My preschooler is to blame for my new classroom listening center. She really is. She’s enamored with QR codes. While strolling through the grocery store or climbing the stairs at the doctor’s office , she’ll suddenly stop and yell, “QR code,” as loud as she possibly can upon glimpsing even the faintest little black square. No kidding. It’s beyond alarming and makes me jump every time!
I guess that’s what we get for showing her how magical these little quick response codes really are. No QR code is safe when she’s around! Her first QR code was on the back of a box of Lincoln Logs. Then she graduated to a QR code freebie posted by the The QR Queens that allowed her to scan her favorite Christmas songs and videos on demand without the help of Mom and Dad. And by the time she was three and we visited the Fairhaven Historic District near Bellingham, WA – where tourists can take a self-guided tour of the town just by scanning QR codes on the ground – she was hooked.
So if she was hooked, it only made sense to me that emergent kindergarten readers would be just as engaged. QR codes allow students to independently access content before they can even write and read themselves. Talk about empowering! Our classroom listening center contains one student iPad and one student iPod Touch as well as Belkin’s Rockstar splitter which allows up to five students to listen to the same recording or video. Students have the option of browsing through our Listen to Reading Binder for a book of their choice and then scanning the associated QR code. I spent time this summer placing QR codes on the cover of popular books in my classroom library as well. It was a bit time consuming, but so much easier than fumbling with compact discs and tape recorders!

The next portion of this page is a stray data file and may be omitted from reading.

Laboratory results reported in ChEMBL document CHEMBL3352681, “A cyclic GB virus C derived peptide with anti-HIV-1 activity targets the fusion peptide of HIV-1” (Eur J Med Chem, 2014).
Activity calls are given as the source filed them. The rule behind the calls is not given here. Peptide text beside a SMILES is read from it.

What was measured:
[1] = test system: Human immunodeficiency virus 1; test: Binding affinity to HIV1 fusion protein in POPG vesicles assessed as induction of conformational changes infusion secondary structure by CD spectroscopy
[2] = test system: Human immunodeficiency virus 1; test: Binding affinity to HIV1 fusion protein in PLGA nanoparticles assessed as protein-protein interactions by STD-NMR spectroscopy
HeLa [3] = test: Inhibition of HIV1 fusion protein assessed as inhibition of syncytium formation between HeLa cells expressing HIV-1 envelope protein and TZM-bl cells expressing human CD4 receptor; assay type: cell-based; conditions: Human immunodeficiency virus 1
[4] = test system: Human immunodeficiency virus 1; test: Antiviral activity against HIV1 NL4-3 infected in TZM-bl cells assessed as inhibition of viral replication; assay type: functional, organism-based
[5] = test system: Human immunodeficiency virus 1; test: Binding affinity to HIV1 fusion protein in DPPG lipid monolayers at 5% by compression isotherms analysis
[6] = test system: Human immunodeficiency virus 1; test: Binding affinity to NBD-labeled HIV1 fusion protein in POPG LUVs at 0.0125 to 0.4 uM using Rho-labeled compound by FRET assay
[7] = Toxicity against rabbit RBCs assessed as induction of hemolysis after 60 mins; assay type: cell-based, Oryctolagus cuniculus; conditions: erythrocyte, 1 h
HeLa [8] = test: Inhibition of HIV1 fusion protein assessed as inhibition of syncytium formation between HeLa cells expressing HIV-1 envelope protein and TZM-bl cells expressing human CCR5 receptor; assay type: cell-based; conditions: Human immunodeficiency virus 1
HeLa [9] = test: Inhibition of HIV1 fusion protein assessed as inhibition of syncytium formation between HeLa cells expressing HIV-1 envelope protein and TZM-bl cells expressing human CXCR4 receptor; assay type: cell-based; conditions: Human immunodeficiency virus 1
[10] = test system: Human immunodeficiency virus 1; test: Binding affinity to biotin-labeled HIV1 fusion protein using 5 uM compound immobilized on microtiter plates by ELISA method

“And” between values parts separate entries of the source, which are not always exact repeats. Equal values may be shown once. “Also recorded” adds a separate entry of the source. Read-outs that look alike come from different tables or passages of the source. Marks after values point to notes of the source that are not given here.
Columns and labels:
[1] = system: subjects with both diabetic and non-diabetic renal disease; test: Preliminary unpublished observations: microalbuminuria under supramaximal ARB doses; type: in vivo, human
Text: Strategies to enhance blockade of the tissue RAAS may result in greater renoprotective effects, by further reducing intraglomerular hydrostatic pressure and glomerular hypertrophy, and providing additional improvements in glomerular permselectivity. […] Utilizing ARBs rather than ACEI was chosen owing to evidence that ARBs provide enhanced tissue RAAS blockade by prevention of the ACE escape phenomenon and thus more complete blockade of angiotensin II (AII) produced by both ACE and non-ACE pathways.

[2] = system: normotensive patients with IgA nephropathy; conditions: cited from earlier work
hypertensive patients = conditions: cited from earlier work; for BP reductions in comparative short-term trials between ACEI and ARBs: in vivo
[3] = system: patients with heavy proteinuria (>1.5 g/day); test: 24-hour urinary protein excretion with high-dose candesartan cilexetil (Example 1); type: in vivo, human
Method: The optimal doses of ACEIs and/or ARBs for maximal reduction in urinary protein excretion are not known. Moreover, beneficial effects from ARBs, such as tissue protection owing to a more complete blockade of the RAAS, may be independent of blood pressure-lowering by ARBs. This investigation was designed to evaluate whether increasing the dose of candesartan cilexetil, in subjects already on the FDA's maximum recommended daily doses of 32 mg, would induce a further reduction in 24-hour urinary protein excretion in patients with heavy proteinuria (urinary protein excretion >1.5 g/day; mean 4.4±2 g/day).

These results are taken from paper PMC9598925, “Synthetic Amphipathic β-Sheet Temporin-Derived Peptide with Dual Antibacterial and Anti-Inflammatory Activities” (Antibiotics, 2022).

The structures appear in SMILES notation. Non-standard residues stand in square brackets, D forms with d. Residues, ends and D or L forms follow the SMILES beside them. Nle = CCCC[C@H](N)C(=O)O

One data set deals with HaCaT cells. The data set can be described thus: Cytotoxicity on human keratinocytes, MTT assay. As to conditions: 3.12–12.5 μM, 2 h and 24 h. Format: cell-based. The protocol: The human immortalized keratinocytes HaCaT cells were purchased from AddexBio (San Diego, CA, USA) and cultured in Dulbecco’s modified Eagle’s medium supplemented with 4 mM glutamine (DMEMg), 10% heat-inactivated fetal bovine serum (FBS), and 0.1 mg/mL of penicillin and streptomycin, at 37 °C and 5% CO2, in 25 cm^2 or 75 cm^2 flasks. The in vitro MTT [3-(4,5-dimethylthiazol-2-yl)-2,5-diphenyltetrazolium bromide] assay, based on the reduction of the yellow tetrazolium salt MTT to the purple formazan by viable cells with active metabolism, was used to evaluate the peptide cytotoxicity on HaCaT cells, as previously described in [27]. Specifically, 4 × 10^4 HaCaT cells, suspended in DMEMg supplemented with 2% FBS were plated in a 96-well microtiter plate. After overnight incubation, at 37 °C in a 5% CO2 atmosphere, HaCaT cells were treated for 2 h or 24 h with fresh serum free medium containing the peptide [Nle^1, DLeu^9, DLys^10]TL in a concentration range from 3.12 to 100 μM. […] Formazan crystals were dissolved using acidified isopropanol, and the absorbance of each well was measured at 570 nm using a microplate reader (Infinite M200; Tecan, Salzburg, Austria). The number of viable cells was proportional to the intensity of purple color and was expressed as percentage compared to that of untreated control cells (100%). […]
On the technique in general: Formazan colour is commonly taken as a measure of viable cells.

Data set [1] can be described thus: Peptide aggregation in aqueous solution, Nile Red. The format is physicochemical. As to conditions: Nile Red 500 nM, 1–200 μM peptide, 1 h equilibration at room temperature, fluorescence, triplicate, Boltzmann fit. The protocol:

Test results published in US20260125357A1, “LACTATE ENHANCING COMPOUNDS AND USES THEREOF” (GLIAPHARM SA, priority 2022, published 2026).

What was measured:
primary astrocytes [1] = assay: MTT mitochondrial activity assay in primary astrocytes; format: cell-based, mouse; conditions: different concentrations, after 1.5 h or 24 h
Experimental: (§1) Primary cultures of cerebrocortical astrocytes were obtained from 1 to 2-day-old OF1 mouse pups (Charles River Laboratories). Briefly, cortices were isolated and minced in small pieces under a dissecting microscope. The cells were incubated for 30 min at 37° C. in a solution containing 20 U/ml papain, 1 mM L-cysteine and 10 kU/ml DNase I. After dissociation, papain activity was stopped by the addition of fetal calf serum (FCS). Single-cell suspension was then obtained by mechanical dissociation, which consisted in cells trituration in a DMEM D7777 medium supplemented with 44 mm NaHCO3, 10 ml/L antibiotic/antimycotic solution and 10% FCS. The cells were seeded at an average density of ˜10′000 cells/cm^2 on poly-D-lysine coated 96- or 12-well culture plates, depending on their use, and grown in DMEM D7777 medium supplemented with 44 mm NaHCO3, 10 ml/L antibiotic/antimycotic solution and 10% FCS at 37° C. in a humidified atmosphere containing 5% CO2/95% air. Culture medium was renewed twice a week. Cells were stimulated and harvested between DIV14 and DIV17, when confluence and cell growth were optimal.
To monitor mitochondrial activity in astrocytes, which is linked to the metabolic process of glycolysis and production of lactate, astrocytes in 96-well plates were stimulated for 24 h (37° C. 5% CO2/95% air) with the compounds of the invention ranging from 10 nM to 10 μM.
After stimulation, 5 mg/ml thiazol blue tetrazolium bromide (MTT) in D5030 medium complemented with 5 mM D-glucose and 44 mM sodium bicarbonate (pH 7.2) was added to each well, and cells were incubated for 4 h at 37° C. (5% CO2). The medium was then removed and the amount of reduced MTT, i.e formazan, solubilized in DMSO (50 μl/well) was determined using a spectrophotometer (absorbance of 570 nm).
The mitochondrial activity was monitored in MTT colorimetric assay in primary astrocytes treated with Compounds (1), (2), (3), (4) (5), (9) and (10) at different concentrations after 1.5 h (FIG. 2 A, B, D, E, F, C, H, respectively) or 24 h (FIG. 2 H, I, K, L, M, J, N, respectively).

One of the best Listening Center resources I’ve found is Barnes & Noble’s Online Storytime. Periodically, B&N posts a short video of a celebrity reading a favorite picture book. I was able to create QR codes for all of the stories currently posted and have made them available for free download in Google Docs. — Nook Storytime Classics QR Code Freebie
If you’d like to try your hand at creating QR codes for your own library, I suggest using SafeShare prior to using a QR code generator such as QR Stuff to create your QR code. SafeShare eliminates any unwanted advertisements from videos as well as protects students from clicking on inappropriate content.
CCSS – SL.K.2. Confirm understanding of a text read aloud or information presented orally or through other media by asking and answering questions about key details and requesting clarification if something is not